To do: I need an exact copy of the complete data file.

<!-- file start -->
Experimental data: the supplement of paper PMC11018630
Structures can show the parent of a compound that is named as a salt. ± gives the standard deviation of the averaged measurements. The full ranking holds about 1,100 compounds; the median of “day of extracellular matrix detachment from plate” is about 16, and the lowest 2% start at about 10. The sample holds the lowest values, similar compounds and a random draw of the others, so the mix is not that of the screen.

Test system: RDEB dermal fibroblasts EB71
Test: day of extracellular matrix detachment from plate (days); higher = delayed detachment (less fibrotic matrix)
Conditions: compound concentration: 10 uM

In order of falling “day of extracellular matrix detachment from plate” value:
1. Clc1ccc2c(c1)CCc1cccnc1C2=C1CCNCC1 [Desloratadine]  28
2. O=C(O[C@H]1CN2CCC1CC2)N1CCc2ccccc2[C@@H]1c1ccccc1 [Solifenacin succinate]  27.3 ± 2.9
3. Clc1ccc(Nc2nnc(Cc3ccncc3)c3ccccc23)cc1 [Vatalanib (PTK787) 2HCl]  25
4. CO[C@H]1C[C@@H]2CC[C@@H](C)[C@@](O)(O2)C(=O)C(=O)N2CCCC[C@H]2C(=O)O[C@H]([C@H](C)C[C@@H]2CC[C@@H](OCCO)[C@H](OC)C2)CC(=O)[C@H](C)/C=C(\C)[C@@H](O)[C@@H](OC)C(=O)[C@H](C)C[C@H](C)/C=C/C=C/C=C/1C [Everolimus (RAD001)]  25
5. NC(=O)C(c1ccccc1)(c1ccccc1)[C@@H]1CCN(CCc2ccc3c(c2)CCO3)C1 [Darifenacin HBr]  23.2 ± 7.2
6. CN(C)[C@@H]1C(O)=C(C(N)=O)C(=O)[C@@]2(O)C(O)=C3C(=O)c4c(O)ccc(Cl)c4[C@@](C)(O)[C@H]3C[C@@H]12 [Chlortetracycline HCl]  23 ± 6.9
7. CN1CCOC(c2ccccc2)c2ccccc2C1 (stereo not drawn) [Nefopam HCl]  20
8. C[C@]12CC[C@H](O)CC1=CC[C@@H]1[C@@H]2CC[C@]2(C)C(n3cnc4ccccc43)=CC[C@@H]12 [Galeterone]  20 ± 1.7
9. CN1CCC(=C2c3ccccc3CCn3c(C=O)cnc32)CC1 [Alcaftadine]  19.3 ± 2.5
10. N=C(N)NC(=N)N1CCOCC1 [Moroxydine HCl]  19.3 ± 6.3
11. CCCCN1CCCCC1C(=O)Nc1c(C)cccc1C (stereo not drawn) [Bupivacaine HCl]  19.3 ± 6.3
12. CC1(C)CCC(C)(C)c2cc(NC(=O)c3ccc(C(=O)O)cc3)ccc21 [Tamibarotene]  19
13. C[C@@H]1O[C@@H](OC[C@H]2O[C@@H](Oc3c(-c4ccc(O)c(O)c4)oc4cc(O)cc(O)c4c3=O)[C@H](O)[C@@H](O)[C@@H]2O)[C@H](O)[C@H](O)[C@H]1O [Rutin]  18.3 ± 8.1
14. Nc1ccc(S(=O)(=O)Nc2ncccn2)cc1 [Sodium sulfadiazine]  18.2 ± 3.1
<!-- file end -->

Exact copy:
Experimental data: the supplement of paper PMC11018630
Structures can show the parent of a compound that is named as a salt. ± gives the standard deviation of the averaged measurements. The full ranking holds about 1,100 compounds; the median of “day of extracellular matrix detachment from plate” is about 16, and the lowest 2% start at about 10. The sample holds the lowest values, similar compounds and a random draw of the others, so the mix is not that of the screen.

Test system: RDEB dermal fibroblasts EB71
Test: day of extracellular matrix detachment from plate (days); higher = delayed detachment (less fibrotic matrix)
Conditions: compound concentration: 10 uM

In order of falling “day of extracellular matrix detachment from plate” value:
1. Clc1ccc2c(c1)CCc1cccnc1C2=C1CCNCC1 [Desloratadine]  28
2. O=C(O[C@H]1CN2CCC1CC2)N1CCc2ccccc2[C@@H]1c1ccccc1 [Solifenacin succinate]  27.3 ± 2.9
3. Clc1ccc(Nc2nnc(Cc3ccncc3)c3ccccc23)cc1 [Vatalanib (PTK787) 2HCl]  25
4. CO[C@H]1C[C@@H]2CC[C@@H](C)[C@@](O)(O2)C(=O)C(=O)N2CCCC[C@H]2C(=O)O[C@H]([C@H](C)C[C@@H]2CC[C@@H](OCCO)[C@H](OC)C2)CC(=O)[C@H](C)/C=C(\C)[C@@H](O)[C@@H](OC)C(=O)[C@H](C)C[C@H](C)/C=C/C=C/C=C/1C [Everolimus (RAD001)]  25
5. NC(=O)C(c1ccccc1)(c1ccccc1)[C@@H]1CCN(CCc2ccc3c(c2)CCO3)C1 [Darifenacin HBr]  23.2 ± 7.2
6. CN(C)[C@@H]1C(O)=C(C(N)=O)C(=O)[C@@]2(O)C(O)=C3C(=O)c4c(O)ccc(Cl)c4[C@@](C)(O)[C@H]3C[C@@H]12 [Chlortetracycline HCl]  23 ± 6.9
7. CN1CCOC(c2ccccc2)c2ccccc2C1 (stereo not drawn) [Nefopam HCl]  20
8. C[C@]12CC[C@H](O)CC1=CC[C@@H]1[C@@H]2CC[C@]2(C)C(n3cnc4ccccc43)=CC[C@@H]12 [Galeterone]  20 ± 1.7
9. CN1CCC(=C2c3ccccc3CCn3c(C=O)cnc32)CC1 [Alcaftadine]  19.3 ± 2.5
10. N=C(N)NC(=N)N1CCOCC1 [Moroxydine HCl]  19.3 ± 6.3
11. CCCCN1CCCCC1C(=O)Nc1c(C)cccc1C (stereo not drawn) [Bupivacaine HCl]  19.3 ± 6.3
12. CC1(C)CCC(C)(C)c2cc(NC(=O)c3ccc(C(=O)O)cc3)ccc21 [Tamibarotene]  19
13. C[C@@H]1O[C@@H](OC[C@H]2O[C@@H](Oc3c(-c4ccc(O)c(O)c4)oc4cc(O)cc(O)c4c3=O)[C@H](O)[C@@H](O)[C@@H]2O)[C@H](O)[C@H](O)[C@H]1O [Rutin]  18.3 ± 8.1
14. Nc1ccc(S(=O)(=O)Nc2ncccn2)cc1 [Sodium sulfadiazine]  18.2 ± 3.1